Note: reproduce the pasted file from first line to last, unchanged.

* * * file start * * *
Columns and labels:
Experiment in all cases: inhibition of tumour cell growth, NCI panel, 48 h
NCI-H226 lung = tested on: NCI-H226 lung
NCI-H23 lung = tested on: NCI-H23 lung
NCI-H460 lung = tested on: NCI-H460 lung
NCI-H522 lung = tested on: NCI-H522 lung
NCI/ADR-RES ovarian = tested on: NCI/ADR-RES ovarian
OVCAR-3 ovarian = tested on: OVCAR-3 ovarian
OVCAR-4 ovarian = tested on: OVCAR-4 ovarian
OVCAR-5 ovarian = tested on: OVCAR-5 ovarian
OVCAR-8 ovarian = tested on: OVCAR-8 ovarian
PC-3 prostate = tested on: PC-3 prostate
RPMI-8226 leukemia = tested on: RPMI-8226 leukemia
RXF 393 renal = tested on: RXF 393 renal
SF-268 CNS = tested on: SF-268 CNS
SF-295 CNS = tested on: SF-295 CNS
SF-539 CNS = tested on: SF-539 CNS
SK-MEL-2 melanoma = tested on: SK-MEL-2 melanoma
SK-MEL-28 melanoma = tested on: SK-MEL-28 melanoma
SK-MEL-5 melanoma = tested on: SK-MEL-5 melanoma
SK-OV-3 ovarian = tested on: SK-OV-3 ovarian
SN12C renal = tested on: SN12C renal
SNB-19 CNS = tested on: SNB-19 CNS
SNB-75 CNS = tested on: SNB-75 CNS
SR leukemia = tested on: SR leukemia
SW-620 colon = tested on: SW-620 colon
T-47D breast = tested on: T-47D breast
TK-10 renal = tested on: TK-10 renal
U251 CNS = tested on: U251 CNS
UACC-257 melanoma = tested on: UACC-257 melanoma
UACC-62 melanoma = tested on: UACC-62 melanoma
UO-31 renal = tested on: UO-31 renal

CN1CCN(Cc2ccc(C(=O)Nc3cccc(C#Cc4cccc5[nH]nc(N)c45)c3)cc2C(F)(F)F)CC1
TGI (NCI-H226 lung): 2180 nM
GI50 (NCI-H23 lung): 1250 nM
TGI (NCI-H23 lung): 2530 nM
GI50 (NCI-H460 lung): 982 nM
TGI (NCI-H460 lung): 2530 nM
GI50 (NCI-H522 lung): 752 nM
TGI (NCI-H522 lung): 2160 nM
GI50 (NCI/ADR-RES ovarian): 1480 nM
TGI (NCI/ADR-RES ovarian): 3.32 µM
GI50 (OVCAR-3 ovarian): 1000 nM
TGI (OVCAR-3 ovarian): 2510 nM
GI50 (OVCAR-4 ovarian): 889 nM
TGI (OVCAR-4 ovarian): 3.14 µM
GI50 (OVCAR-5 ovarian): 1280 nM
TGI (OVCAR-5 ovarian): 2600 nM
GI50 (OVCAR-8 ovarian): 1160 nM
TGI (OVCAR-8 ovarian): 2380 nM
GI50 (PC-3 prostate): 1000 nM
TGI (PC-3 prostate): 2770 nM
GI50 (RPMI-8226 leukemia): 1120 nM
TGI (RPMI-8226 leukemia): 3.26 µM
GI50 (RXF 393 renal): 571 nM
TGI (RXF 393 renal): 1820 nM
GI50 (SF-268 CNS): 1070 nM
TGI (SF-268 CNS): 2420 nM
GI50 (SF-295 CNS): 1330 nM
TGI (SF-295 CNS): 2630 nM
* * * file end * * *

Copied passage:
Columns and labels:
Experiment in all cases: inhibition of tumour cell growth, NCI panel, 48 h
NCI-H226 lung = tested on: NCI-H226 lung
NCI-H23 lung = tested on: NCI-H23 lung
NCI-H460 lung = tested on: NCI-H460 lung
NCI-H522 lung = tested on: NCI-H522 lung
NCI/ADR-RES ovarian = tested on: NCI/ADR-RES ovarian
OVCAR-3 ovarian = tested on: OVCAR-3 ovarian
OVCAR-4 ovarian = tested on: OVCAR-4 ovarian
OVCAR-5 ovarian = tested on: OVCAR-5 ovarian
OVCAR-8 ovarian = tested on: OVCAR-8 ovarian
PC-3 prostate = tested on: PC-3 prostate
RPMI-8226 leukemia = tested on: RPMI-8226 leukemia
RXF 393 renal = tested on: RXF 393 renal
SF-268 CNS = tested on: SF-268 CNS
SF-295 CNS = tested on: SF-295 CNS
SF-539 CNS = tested on: SF-539 CNS
SK-MEL-2 melanoma = tested on: SK-MEL-2 melanoma
SK-MEL-28 melanoma = tested on: SK-MEL-28 melanoma
SK-MEL-5 melanoma = tested on: SK-MEL-5 melanoma
SK-OV-3 ovarian = tested on: SK-OV-3 ovarian
SN12C renal = tested on: SN12C renal
SNB-19 CNS = tested on: SNB-19 CNS
SNB-75 CNS = tested on: SNB-75 CNS
SR leukemia = tested on: SR leukemia
SW-620 colon = tested on: SW-620 colon
T-47D breast = tested on: T-47D breast
TK-10 renal = tested on: TK-10 renal
U251 CNS = tested on: U251 CNS
UACC-257 melanoma = tested on: UACC-257 melanoma
UACC-62 melanoma = tested on: UACC-62 melanoma
UO-31 renal = tested on: UO-31 renal

CN1CCN(Cc2ccc(C(=O)Nc3cccc(C#Cc4cccc5[nH]nc(N)c45)c3)cc2C(F)(F)F)CC1
TGI (NCI-H226 lung): 2180 nM
GI50 (NCI-H23 lung): 1250 nM
TGI (NCI-H23 lung): 2530 nM
GI50 (NCI-H460 lung): 982 nM
TGI (NCI-H460 lung): 2530 nM
GI50 (NCI-H522 lung): 752 nM
TGI (NCI-H522 lung): 2160 nM
GI50 (NCI/ADR-RES ovarian): 1480 nM
TGI (NCI/ADR-RES ovarian): 3.32 µM
GI50 (OVCAR-3 ovarian): 1000 nM
TGI (OVCAR-3 ovarian): 2510 nM
GI50 (OVCAR-4 ovarian): 889 nM
TGI (OVCAR-4 ovarian): 3.14 µM
GI50 (OVCAR-5 ovarian): 1280 nM
TGI (OVCAR-5 ovarian): 2600 nM
GI50 (OVCAR-8 ovarian): 1160 nM
TGI (OVCAR-8 ovarian): 2380 nM
GI50 (PC-3 prostate): 1000 nM
TGI (PC-3 prostate): 2770 nM
GI50 (RPMI-8226 leukemia): 1120 nM
TGI (RPMI-8226 leukemia): 3.26 µM
GI50 (RXF 393 renal): 571 nM
TGI (RXF 393 renal): 1820 nM
GI50 (SF-268 CNS): 1070 nM
TGI (SF-268 CNS): 2420 nM
GI50 (SF-295 CNS): 1330 nM
TGI (SF-295 CNS): 2630 nM